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The battle by Castle Street traders hit by a slump in customers due to council Covid social-distancing measures, has entered a new phase


By Neil MacPhail

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Denise Collins is campaigning to get more public car access to the council carpark on Castle Street. Picture: James Mackenzie
Denise Collins is campaigning to get more public car access to the council carpark on Castle Street. Picture: James Mackenzie

DENISE Collins, of the Castle Gallery, is leading a renewed call for Inverness Town House car park to be available to the public 24/7 and not reserved for exclusive daytime Highland councillor and council staff use.

She points out the car park is seldom full, and often seems to be used as a “store” for council vehicles.

The council took advantage of Scottish Government funding to bring in Spaces for People designed to assist social-distancing – and an array of bollards and barriers were installed plus a one-way traffic system round Inverness Castle.

The issue divided citizens, but this summer councillors rescinded the Castle Street measures.

But Mrs Collins and neighbours are not happy.

Castle Street Town House Car Park. Picture: James Mackenzie
Castle Street Town House Car Park. Picture: James Mackenzie

She said: “Although the bollards have gone, the street is still one-way as we are awaiting new traffic lights. Customers to the shops and cafés in Castle Street have not returned.”

She has photographs taken of the Castle Street car park between September 3 and October 14 between 8am and 5pm, Monday to Friday, showing the underuse of these private parking spaces.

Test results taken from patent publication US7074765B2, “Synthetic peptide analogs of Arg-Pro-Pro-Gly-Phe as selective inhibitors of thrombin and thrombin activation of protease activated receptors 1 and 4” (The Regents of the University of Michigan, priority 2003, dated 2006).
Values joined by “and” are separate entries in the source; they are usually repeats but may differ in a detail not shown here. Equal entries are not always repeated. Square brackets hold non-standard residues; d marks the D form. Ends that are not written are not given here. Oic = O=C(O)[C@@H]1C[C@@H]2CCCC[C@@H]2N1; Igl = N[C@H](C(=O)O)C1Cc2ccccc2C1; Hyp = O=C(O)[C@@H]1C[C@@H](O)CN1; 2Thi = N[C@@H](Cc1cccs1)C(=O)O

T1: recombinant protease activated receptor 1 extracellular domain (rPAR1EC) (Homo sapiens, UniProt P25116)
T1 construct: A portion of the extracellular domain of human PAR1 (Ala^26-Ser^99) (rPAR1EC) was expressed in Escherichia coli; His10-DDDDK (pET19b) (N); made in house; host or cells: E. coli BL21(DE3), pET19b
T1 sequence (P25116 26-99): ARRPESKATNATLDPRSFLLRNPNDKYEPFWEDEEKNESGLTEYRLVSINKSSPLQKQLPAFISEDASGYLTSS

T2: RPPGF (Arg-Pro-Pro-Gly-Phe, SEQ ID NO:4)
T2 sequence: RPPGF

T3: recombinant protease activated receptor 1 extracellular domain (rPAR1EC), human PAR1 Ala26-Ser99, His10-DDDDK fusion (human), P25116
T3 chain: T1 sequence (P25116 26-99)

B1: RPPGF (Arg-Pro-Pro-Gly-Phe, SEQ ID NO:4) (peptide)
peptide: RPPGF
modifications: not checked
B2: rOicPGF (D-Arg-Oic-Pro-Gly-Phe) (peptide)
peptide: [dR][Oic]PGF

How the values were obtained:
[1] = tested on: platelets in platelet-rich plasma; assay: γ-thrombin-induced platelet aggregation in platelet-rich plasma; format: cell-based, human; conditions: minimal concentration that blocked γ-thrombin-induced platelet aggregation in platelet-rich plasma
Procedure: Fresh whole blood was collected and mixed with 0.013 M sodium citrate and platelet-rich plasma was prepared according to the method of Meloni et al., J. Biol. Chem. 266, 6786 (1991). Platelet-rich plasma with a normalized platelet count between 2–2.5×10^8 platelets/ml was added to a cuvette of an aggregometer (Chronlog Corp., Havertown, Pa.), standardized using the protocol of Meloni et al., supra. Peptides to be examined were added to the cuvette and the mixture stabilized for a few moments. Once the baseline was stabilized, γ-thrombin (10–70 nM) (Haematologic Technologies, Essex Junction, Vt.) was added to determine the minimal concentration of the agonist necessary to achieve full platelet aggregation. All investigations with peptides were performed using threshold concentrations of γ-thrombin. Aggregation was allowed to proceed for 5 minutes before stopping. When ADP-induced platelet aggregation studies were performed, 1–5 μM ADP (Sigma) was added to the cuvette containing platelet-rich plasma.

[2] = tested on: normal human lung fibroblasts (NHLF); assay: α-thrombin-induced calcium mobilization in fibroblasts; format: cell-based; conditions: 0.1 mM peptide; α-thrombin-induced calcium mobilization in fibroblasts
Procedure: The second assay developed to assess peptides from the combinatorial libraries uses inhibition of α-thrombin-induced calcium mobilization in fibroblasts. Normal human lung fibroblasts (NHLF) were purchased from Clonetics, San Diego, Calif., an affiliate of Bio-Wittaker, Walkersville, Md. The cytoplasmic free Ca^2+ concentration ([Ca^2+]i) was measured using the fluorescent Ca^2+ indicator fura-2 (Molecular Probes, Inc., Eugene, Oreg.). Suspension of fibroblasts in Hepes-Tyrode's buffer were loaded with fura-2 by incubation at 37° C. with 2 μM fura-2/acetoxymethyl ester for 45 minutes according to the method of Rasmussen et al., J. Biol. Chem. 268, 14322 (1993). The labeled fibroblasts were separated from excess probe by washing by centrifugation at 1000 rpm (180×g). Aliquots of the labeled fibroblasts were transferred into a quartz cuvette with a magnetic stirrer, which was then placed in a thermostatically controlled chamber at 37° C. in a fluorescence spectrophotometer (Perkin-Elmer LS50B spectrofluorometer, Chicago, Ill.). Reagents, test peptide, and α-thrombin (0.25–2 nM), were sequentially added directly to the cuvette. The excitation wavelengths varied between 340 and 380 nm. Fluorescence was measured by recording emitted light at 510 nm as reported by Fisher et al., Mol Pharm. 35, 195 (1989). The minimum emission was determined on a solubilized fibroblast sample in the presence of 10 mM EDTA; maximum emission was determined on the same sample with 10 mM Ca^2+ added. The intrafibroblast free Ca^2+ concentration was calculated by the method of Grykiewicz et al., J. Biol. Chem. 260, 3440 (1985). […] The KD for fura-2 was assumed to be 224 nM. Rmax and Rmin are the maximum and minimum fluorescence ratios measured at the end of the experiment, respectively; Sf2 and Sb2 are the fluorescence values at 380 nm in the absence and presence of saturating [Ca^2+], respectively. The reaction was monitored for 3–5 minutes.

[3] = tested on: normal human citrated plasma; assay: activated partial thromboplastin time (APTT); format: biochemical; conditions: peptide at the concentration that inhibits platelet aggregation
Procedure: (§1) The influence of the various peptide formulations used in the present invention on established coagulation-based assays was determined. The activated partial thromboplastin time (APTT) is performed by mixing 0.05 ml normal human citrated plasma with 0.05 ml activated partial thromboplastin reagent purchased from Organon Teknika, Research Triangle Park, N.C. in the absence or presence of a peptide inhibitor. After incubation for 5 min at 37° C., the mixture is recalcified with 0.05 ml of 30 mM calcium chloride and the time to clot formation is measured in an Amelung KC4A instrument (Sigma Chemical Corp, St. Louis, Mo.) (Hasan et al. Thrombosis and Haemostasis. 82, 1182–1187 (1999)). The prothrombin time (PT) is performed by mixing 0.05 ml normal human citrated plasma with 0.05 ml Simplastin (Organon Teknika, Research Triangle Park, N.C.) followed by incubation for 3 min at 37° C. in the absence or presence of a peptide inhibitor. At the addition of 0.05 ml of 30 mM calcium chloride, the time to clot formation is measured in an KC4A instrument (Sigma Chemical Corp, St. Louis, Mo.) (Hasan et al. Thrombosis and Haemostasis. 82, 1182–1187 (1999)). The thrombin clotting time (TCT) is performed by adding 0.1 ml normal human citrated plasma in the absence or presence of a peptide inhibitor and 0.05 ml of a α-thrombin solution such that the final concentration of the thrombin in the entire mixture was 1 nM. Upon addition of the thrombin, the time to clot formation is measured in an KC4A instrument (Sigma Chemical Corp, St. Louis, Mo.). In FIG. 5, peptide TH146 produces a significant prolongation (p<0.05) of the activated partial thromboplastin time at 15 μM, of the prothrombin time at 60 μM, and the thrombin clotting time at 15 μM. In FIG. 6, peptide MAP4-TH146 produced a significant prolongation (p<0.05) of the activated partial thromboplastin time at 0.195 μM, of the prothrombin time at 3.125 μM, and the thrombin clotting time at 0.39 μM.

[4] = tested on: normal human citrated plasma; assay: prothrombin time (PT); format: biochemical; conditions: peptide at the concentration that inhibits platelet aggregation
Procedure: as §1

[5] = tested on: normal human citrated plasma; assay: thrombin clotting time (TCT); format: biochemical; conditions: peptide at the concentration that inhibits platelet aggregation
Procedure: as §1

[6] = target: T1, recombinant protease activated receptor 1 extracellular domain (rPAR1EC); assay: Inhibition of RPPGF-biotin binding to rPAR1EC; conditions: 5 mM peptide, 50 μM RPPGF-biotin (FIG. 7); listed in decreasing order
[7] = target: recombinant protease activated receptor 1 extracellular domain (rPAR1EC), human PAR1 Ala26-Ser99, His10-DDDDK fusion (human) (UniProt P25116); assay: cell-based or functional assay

Mrs Collins added: “These parking spaces could be put to much better use to encourage the general public back to shop at the local independent shops and cafés in Castle Street and nearby.

“It is such a waste.

“I have seen many vehicles enter the car park and come back out again when they realise they can’t park there Monday to Friday, 8am-5pm.

“It is reserved for councillors and council vehicles, many of which do not seem to have moved from their spaces for days.”

Mrs Collins said better use can be made of the spaces if available to the public.

“Takings from parking charges would rise,” she said.

“This would not preclude the use of the car park by councillors, but they should take their chances on finding a parking space like the rest of us. Better still, in the run up to Christmas, to help local independent businesses on Castle Street recover from Covid, the car park should be made free to use for everyone.”

David Traill, of Graham’s outdoor shop, said: “This car park is criminally underused, and if repurposed for customer use would provide a useful income stream for a council that consistently operates in deficit.”

A council spokesman said the car park was available for the public outwith usual business hours from Monday to Friday.

“As we move towards the reopening of offices, the Town House is being used operationally by services who require access to vehicles for business purposes,” he added.

“The car park is also being used as a base for vehicles used in the provision of welfare support during the pandemic. This means that it is not practical to open the car park for public use during weekday business hours.

“We have to achieve a balance so as to maximise the ability of council services to deliver, which is in the public interest, while doing what we can to help promote a vibrant city centre, which the Common Good Fund supported joint marketing campaign delivered by Inverness Business Improvement District and the Inverness Loch Ness BID is achieving.”


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